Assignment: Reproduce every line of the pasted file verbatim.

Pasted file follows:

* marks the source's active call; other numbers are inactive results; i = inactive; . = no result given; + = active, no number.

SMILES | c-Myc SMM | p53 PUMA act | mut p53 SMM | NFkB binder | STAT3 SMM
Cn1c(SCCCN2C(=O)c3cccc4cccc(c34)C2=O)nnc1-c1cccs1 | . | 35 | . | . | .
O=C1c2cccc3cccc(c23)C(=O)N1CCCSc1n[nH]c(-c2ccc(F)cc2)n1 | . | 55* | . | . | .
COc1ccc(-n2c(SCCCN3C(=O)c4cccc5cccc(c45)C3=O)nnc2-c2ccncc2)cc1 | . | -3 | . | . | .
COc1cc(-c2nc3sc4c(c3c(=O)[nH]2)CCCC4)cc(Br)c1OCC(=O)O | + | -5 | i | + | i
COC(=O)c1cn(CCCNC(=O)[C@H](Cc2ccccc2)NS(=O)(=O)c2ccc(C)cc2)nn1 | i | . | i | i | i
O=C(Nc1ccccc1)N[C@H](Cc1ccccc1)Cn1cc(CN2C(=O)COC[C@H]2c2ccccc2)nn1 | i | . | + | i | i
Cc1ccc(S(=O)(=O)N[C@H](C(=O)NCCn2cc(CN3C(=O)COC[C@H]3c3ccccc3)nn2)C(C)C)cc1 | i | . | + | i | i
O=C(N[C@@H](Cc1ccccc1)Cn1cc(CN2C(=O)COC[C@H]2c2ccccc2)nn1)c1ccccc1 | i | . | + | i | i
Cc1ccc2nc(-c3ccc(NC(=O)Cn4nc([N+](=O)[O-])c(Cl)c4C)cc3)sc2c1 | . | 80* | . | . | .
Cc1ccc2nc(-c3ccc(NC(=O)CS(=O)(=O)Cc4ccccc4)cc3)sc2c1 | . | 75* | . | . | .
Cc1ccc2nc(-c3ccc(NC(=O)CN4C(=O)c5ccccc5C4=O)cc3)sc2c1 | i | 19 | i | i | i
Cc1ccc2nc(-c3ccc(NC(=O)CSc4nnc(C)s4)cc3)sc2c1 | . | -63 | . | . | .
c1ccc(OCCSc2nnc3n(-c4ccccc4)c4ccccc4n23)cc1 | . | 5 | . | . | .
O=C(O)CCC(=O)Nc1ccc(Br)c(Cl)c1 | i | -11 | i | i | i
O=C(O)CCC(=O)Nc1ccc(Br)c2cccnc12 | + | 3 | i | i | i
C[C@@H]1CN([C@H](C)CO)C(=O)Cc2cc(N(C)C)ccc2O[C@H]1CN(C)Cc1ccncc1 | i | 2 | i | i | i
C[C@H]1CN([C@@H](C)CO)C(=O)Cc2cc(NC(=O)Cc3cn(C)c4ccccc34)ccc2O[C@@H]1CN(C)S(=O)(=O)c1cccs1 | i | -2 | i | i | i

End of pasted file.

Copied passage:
* marks the source's active call; other numbers are inactive results; i = inactive; . = no result given; + = active, no number.

SMILES | c-Myc SMM | p53 PUMA act | mut p53 SMM | NFkB binder | STAT3 SMM
Cn1c(SCCCN2C(=O)c3cccc4cccc(c34)C2=O)nnc1-c1cccs1 | . | 35 | . | . | .
O=C1c2cccc3cccc(c23)C(=O)N1CCCSc1n[nH]c(-c2ccc(F)cc2)n1 | . | 55* | . | . | .
COc1ccc(-n2c(SCCCN3C(=O)c4cccc5cccc(c45)C3=O)nnc2-c2ccncc2)cc1 | . | -3 | . | . | .
COc1cc(-c2nc3sc4c(c3c(=O)[nH]2)CCCC4)cc(Br)c1OCC(=O)O | + | -5 | i | + | i
COC(=O)c1cn(CCCNC(=O)[C@H](Cc2ccccc2)NS(=O)(=O)c2ccc(C)cc2)nn1 | i | . | i | i | i
O=C(Nc1ccccc1)N[C@H](Cc1ccccc1)Cn1cc(CN2C(=O)COC[C@H]2c2ccccc2)nn1 | i | . | + | i | i
Cc1ccc(S(=O)(=O)N[C@H](C(=O)NCCn2cc(CN3C(=O)COC[C@H]3c3ccccc3)nn2)C(C)C)cc1 | i | . | + | i | i
O=C(N[C@@H](Cc1ccccc1)Cn1cc(CN2C(=O)COC[C@H]2c2ccccc2)nn1)c1ccccc1 | i | . | + | i | i
Cc1ccc2nc(-c3ccc(NC(=O)Cn4nc([N+](=O)[O-])c(Cl)c4C)cc3)sc2c1 | . | 80* | . | . | .
Cc1ccc2nc(-c3ccc(NC(=O)CS(=O)(=O)Cc4ccccc4)cc3)sc2c1 | . | 75* | . | . | .
Cc1ccc2nc(-c3ccc(NC(=O)CN4C(=O)c5ccccc5C4=O)cc3)sc2c1 | i | 19 | i | i | i
Cc1ccc2nc(-c3ccc(NC(=O)CSc4nnc(C)s4)cc3)sc2c1 | . | -63 | . | . | .
c1ccc(OCCSc2nnc3n(-c4ccccc4)c4ccccc4n23)cc1 | . | 5 | . | . | .
O=C(O)CCC(=O)Nc1ccc(Br)c(Cl)c1 | i | -11 | i | i | i
O=C(O)CCC(=O)Nc1ccc(Br)c2cccnc12 | + | 3 | i | i | i
C[C@@H]1CN([C@H](C)CO)C(=O)Cc2cc(N(C)C)ccc2O[C@H]1CN(C)Cc1ccncc1 | i | 2 | i | i | i
C[C@H]1CN([C@@H](C)CO)C(=O)Cc2cc(NC(=O)Cc3cn(C)c4ccccc34)ccc2O[C@@H]1CN(C)S(=O)(=O)c1cccs1 | i | -2 | i | i | i